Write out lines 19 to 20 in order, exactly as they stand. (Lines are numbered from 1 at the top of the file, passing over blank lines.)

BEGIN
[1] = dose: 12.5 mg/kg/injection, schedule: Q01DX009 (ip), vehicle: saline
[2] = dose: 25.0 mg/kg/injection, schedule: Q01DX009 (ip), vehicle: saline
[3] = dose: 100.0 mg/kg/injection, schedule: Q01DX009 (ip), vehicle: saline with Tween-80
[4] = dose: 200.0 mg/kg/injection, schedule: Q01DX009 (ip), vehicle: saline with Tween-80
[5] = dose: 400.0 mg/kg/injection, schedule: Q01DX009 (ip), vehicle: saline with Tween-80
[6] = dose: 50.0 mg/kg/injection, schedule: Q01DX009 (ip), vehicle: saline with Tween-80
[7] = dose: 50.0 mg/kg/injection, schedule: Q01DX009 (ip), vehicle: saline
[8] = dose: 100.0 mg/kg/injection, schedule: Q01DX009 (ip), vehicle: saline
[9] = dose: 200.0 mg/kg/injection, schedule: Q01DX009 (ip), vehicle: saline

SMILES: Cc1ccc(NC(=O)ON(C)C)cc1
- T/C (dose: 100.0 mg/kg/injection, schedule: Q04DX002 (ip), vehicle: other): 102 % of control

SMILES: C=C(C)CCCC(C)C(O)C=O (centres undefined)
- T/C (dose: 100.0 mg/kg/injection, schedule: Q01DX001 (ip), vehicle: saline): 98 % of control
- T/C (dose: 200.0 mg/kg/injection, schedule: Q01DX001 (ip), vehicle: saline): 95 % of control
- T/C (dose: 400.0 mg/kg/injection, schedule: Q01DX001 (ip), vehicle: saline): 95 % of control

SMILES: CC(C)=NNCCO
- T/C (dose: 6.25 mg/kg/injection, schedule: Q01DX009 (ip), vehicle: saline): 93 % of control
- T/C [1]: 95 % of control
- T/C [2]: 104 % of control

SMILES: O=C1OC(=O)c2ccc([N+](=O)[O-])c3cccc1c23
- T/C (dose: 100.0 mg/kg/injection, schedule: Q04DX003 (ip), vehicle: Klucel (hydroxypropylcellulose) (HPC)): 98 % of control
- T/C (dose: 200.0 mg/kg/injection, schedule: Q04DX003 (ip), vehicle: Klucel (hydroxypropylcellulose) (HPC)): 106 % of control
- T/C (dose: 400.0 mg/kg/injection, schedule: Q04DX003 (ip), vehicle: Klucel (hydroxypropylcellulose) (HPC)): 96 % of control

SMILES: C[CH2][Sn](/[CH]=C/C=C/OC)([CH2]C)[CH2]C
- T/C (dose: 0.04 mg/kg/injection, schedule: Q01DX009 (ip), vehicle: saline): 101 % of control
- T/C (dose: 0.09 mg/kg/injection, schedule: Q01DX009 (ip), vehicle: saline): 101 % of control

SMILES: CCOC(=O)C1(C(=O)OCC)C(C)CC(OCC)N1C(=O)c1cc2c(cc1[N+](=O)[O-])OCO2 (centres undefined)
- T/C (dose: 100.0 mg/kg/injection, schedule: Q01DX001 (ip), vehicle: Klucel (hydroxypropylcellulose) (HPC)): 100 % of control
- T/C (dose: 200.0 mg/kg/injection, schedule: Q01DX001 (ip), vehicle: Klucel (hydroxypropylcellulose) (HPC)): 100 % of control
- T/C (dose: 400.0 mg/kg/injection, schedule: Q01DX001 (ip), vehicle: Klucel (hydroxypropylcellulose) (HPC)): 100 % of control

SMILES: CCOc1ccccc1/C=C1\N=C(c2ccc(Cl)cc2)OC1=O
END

- T/C [2]: 104 % of control

SMILES: O=C1OC(=O)c2ccc([N+](=O)[O-])c3cccc1c23